It may feel like spare moments are dwindling in the final weeks of summer, but there’s still plenty of time to check a few more items off your summer wish list. During breaks from having fun in the sun, try to find a little time for a quick review of your finances. Here are five ways to improve your finances in August.
Review your discretionary spending
With so many options for summer fun, it can be easy to say yes to this and that only to find that you’re spending way more than you had planned. Taking a look at your discretionary spending can help you understand where your money is going. Reviewing your spending can also help you stay on track with your monthly budget.
Don’t worry — you don’t necessarily need to start saying no to everything. Strike a careful balance by staying in touch with your budget and financial plan. The goal is to balance what makes you happy today with the need to save for future goals.
Get on the same page with your significant other
You and your significant other may feel like you’re always on the go during this busy, social time. Make sure you’re getting some down time together to recharge — and also to connect on important issues like your finances. Overcoming money differences and getting on the same page about money can actually strengthen your relationship.
Summer is also the peak of wedding season, so if you’re newly married, make sure to have important money conversations for newlyweds and develop a financial plan as a couple. If you’re thinking about combining finances, you’ll want to develop a plan together, especially if there’s an income disparity.
Consider taking advantage of the market downturn
With the stock market well off its highs, now might feel like a terrible time to invest. While there is no good or bad time to get into the market, this market decline could actually be an opportunity to add to your investments because many stocks are cheaper than they were this time last year.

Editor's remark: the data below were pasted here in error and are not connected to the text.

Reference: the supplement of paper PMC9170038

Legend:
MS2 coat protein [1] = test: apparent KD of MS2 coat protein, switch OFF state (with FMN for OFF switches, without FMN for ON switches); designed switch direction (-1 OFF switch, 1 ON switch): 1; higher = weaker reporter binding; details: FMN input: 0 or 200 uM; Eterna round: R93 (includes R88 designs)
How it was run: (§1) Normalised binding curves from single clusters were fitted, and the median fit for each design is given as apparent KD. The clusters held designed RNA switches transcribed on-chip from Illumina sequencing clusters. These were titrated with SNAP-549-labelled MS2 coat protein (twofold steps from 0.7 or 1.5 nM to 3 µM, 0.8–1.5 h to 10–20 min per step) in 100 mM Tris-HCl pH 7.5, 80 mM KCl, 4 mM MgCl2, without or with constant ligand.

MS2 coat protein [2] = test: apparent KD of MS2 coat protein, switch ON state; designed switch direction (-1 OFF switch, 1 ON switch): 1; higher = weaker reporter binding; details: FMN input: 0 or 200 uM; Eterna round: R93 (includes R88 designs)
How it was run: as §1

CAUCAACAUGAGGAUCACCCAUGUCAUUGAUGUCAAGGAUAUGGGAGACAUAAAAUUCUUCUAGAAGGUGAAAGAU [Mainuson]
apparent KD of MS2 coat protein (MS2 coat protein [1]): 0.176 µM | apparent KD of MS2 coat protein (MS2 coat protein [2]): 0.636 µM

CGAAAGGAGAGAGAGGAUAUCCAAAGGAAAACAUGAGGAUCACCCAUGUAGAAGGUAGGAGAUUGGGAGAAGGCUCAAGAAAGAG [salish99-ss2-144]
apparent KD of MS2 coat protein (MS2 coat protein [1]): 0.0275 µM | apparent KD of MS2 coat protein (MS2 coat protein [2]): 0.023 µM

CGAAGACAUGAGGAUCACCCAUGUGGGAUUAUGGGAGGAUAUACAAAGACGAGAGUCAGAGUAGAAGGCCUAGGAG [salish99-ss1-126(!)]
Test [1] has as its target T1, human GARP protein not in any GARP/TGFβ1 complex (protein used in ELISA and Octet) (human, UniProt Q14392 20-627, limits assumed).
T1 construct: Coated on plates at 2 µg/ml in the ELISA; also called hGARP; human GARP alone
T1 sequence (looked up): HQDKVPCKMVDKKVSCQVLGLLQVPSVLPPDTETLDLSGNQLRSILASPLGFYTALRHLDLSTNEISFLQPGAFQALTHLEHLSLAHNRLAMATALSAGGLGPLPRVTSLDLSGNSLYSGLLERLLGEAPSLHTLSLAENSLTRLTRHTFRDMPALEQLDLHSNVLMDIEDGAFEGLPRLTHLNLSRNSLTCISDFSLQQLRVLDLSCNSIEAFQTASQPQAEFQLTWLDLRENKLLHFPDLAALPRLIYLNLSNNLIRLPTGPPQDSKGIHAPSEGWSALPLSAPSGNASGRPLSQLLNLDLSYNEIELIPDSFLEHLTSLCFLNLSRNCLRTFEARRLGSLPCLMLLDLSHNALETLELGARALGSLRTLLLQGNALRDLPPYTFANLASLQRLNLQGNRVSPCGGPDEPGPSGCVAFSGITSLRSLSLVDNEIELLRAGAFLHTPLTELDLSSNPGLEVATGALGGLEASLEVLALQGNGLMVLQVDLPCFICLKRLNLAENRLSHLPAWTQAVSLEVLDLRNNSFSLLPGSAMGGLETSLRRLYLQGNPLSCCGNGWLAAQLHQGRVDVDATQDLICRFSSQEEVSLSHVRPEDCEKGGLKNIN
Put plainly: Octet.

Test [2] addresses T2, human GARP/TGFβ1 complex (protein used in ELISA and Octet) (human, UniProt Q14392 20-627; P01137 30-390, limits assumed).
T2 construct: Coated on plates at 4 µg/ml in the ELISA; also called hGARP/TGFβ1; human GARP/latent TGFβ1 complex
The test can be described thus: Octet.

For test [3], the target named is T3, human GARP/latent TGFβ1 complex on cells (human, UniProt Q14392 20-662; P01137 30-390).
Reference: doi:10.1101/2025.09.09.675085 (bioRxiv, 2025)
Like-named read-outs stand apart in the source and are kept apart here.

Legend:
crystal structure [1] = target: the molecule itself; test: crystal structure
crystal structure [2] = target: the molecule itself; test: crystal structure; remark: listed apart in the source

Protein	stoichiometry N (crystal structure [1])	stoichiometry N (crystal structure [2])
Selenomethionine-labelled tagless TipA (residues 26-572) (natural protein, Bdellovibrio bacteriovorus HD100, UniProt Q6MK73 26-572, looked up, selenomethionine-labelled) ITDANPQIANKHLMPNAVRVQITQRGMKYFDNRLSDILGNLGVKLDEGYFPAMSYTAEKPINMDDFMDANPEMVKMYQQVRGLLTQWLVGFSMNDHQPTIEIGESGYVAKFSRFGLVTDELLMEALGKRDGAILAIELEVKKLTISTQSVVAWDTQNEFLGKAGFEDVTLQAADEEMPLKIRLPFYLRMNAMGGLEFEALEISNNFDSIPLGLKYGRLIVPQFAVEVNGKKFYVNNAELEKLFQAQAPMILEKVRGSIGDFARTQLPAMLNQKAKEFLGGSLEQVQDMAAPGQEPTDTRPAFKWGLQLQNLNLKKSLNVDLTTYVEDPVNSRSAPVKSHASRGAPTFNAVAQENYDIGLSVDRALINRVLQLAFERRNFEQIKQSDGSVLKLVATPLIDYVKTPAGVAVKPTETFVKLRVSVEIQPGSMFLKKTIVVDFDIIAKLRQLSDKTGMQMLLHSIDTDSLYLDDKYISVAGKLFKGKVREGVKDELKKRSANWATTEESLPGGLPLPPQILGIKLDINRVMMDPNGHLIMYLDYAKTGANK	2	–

Getting an understanding for how to invest in stocks and the difference between stocks and bonds can be a great place to start. If you’re approaching retirement, the market decline could serve as a good reminder that when investing during retirement, you need a plan that’s designed to work in good times as well as during market declines.
Get school — and college — on your radar
If you have kids at home, you’re probably starting to think about them heading back to school in a few weeks. But you’ll also want to make sure you’re looking beyond just the next school year.
If you’re planning to send kids to college in the future, it can be important to build an understanding of the average cost of college tuition and develop a college savings plan. Depending on how many kids you have, you may also want to think about how to manage multiple college savings accounts.
Don’t worry if you’re feeling behind on college savings. It’s never too late to start saving, and even if you’re short on time, there are other ways to help cover college costs.
Give your credit some TLC
If you’re not planning to apply for credit to make big purchase anytime soon, you may want to consider freezing your credit to help protect against identify theft. Research shows that children can be easy targets for scammers because they have no credit history, so you may even want to consider freezing your child’s credit as well.
Keeping your credit in the back of your mind can also put you in a better position to borrow and give you flexibility down the road. Educate yourself on factors that affect your credit score, and develop habits that can improve your score.
This material does not constitute investment advice. No investment strategy can guarantee a profit or protect against loss. All investments carry some level of risk including the potential loss of all money invested.